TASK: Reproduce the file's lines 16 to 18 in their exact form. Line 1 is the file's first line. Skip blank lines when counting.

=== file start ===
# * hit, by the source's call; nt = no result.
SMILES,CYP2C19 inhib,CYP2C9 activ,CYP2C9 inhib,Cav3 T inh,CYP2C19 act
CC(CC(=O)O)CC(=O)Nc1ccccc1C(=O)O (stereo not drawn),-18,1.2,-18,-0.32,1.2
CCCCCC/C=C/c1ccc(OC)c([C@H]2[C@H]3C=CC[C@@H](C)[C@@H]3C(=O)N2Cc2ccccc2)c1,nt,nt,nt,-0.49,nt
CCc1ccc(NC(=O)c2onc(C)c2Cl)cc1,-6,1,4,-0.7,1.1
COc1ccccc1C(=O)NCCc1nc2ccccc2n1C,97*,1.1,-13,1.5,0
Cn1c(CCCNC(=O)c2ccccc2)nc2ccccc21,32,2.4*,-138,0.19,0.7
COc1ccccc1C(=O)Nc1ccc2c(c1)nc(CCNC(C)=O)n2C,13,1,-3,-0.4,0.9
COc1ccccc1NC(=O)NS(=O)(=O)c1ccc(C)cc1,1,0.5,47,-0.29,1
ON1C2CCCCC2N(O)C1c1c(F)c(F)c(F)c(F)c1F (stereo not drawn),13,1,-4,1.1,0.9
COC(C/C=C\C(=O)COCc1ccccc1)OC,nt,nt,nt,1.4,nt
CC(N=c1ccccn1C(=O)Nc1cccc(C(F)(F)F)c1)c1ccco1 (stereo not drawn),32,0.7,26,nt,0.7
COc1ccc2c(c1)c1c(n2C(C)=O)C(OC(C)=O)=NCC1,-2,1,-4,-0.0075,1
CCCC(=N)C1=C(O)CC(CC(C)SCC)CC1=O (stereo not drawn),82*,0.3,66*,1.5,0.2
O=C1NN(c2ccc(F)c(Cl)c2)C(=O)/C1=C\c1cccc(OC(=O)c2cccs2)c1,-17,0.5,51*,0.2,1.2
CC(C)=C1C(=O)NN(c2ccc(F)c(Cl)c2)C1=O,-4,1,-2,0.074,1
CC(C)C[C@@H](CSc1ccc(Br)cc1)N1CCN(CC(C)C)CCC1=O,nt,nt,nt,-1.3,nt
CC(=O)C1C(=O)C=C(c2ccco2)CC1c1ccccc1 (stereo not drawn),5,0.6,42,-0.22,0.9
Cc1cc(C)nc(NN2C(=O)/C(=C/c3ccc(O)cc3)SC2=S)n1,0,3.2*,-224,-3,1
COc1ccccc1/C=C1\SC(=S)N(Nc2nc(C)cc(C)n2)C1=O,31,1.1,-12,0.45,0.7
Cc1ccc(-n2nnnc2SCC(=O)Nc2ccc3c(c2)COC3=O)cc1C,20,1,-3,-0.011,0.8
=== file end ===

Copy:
CC(C)=C1C(=O)NN(c2ccc(F)c(Cl)c2)C1=O,-4,1,-2,0.074,1
CC(C)C[C@@H](CSc1ccc(Br)cc1)N1CCN(CC(C)C)CCC1=O,nt,nt,nt,-1.3,nt
CC(=O)C1C(=O)C=C(c2ccco2)CC1c1ccccc1 (stereo not drawn),5,0.6,42,-0.22,0.9